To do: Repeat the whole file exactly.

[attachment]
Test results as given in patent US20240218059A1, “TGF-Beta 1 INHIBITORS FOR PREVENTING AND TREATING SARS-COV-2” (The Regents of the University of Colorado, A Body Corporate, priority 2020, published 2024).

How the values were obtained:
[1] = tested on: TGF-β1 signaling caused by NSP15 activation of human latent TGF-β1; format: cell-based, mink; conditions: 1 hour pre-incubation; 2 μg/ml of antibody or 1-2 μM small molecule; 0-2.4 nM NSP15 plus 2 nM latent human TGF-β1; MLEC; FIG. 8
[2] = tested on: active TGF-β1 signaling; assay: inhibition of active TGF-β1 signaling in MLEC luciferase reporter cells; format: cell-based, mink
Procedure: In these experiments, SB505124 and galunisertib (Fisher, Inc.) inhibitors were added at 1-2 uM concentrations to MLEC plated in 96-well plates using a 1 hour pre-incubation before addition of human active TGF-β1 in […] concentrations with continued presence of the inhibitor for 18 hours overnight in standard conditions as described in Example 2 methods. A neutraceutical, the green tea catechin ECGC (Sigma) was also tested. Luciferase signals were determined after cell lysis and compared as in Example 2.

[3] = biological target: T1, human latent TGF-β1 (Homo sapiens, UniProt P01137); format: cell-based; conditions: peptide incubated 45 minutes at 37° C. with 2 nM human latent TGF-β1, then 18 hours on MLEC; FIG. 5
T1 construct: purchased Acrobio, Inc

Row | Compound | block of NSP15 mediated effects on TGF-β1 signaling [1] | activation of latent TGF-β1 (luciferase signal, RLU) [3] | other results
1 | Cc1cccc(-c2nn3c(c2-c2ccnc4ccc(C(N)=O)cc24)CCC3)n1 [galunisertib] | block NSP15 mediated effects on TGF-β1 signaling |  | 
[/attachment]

Test results as given in patent US20240218059A1, “TGF-Beta 1 INHIBITORS FOR PREVENTING AND TREATING SARS-COV-2” (The Regents of the University of Colorado, A Body Corporate, priority 2020, published 2024).

How the values were obtained:
[1] = tested on: TGF-β1 signaling caused by NSP15 activation of human latent TGF-β1; format: cell-based, mink; conditions: 1 hour pre-incubation; 2 μg/ml of antibody or 1-2 μM small molecule; 0-2.4 nM NSP15 plus 2 nM latent human TGF-β1; MLEC; FIG. 8
[2] = tested on: active TGF-β1 signaling; assay: inhibition of active TGF-β1 signaling in MLEC luciferase reporter cells; format: cell-based, mink
Procedure: In these experiments, SB505124 and galunisertib (Fisher, Inc.) inhibitors were added at 1-2 uM concentrations to MLEC plated in 96-well plates using a 1 hour pre-incubation before addition of human active TGF-β1 in […] concentrations with continued presence of the inhibitor for 18 hours overnight in standard conditions as described in Example 2 methods. A neutraceutical, the green tea catechin ECGC (Sigma) was also tested. Luciferase signals were determined after cell lysis and compared as in Example 2.

[3] = biological target: T1, human latent TGF-β1 (Homo sapiens, UniProt P01137); format: cell-based; conditions: peptide incubated 45 minutes at 37° C. with 2 nM human latent TGF-β1, then 18 hours on MLEC; FIG. 5
T1 construct: purchased Acrobio, Inc

Row | Compound | block of NSP15 mediated effects on TGF-β1 signaling [1] | activation of latent TGF-β1 (luciferase signal, RLU) [3] | other results
1 | Cc1cccc(-c2nn3c(c2-c2ccnc4ccc(C(N)=O)cc24)CCC3)n1 [galunisertib] | block NSP15 mediated effects on TGF-β1 signaling |  | 